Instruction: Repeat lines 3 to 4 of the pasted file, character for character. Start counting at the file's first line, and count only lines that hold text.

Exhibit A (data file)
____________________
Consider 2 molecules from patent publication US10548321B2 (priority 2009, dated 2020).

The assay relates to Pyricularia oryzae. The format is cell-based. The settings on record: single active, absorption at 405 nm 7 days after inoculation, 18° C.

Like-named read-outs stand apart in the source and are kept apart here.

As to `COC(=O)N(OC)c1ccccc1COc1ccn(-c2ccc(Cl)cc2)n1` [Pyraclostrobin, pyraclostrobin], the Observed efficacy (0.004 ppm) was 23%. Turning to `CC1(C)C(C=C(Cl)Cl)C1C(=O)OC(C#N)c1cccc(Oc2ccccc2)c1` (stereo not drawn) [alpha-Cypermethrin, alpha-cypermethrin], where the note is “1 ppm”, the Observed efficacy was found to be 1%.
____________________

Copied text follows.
Like-named read-outs stand apart in the source and are kept apart here.

As to `COC(=O)N(OC)c1ccccc1COc1ccn(-c2ccc(Cl)cc2)n1` [Pyraclostrobin, pyraclostrobin], the Observed efficacy (0.004 ppm) was 23%. Turning to `CC1(C)C(C=C(Cl)Cl)C1C(=O)OC(C#N)c1cccc(Oc2ccccc2)c1` (stereo not drawn) [alpha-Cypermethrin, alpha-cypermethrin], where the note is “1 ppm”, the Observed efficacy was found to be 1%.